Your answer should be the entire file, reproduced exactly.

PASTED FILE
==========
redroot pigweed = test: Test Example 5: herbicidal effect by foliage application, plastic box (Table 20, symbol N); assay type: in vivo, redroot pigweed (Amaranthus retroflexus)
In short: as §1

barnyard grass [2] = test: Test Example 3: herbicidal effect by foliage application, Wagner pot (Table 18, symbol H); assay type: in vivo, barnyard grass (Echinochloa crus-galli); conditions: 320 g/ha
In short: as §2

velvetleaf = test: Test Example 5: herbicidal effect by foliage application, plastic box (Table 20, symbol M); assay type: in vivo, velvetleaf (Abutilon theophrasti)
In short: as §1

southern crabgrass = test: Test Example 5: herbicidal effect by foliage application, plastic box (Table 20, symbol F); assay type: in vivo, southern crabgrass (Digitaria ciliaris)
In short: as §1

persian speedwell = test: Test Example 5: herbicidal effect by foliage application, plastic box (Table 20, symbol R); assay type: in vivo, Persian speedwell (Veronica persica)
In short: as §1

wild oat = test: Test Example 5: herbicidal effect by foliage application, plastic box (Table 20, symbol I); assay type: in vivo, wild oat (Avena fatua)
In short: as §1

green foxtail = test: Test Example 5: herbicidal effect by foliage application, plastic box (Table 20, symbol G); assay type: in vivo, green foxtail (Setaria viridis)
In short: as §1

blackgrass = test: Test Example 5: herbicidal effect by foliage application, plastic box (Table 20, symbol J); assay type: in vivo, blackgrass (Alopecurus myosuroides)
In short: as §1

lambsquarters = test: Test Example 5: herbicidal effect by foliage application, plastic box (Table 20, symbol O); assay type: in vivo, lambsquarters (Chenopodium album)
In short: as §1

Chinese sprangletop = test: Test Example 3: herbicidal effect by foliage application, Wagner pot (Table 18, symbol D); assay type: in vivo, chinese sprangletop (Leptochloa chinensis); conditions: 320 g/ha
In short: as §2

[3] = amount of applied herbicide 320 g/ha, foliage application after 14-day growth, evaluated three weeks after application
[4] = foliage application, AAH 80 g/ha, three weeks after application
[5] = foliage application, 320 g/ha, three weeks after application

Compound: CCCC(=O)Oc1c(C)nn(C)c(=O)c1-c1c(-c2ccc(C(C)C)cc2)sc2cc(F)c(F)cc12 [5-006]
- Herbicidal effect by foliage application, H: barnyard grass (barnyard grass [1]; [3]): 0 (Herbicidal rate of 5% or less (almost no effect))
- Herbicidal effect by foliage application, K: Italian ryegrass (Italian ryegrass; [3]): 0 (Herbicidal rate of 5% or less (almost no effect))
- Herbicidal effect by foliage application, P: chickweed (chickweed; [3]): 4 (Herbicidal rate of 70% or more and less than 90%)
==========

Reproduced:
redroot pigweed = test: Test Example 5: herbicidal effect by foliage application, plastic box (Table 20, symbol N); assay type: in vivo, redroot pigweed (Amaranthus retroflexus)
In short: as §1

barnyard grass [2] = test: Test Example 3: herbicidal effect by foliage application, Wagner pot (Table 18, symbol H); assay type: in vivo, barnyard grass (Echinochloa crus-galli); conditions: 320 g/ha
In short: as §2

velvetleaf = test: Test Example 5: herbicidal effect by foliage application, plastic box (Table 20, symbol M); assay type: in vivo, velvetleaf (Abutilon theophrasti)
In short: as §1

southern crabgrass = test: Test Example 5: herbicidal effect by foliage application, plastic box (Table 20, symbol F); assay type: in vivo, southern crabgrass (Digitaria ciliaris)
In short: as §1

persian speedwell = test: Test Example 5: herbicidal effect by foliage application, plastic box (Table 20, symbol R); assay type: in vivo, Persian speedwell (Veronica persica)
In short: as §1

wild oat = test: Test Example 5: herbicidal effect by foliage application, plastic box (Table 20, symbol I); assay type: in vivo, wild oat (Avena fatua)
In short: as §1

green foxtail = test: Test Example 5: herbicidal effect by foliage application, plastic box (Table 20, symbol G); assay type: in vivo, green foxtail (Setaria viridis)
In short: as §1

blackgrass = test: Test Example 5: herbicidal effect by foliage application, plastic box (Table 20, symbol J); assay type: in vivo, blackgrass (Alopecurus myosuroides)
In short: as §1

lambsquarters = test: Test Example 5: herbicidal effect by foliage application, plastic box (Table 20, symbol O); assay type: in vivo, lambsquarters (Chenopodium album)
In short: as §1

Chinese sprangletop = test: Test Example 3: herbicidal effect by foliage application, Wagner pot (Table 18, symbol D); assay type: in vivo, chinese sprangletop (Leptochloa chinensis); conditions: 320 g/ha
In short: as §2

[3] = amount of applied herbicide 320 g/ha, foliage application after 14-day growth, evaluated three weeks after application
[4] = foliage application, AAH 80 g/ha, three weeks after application
[5] = foliage application, 320 g/ha, three weeks after application

Compound: CCCC(=O)Oc1c(C)nn(C)c(=O)c1-c1c(-c2ccc(C(C)C)cc2)sc2cc(F)c(F)cc12 [5-006]
- Herbicidal effect by foliage application, H: barnyard grass (barnyard grass [1]; [3]): 0 (Herbicidal rate of 5% or less (almost no effect))
- Herbicidal effect by foliage application, K: Italian ryegrass (Italian ryegrass; [3]): 0 (Herbicidal rate of 5% or less (almost no effect))
- Herbicidal effect by foliage application, P: chickweed (chickweed; [3]): 4 (Herbicidal rate of 70% or more and less than 90%)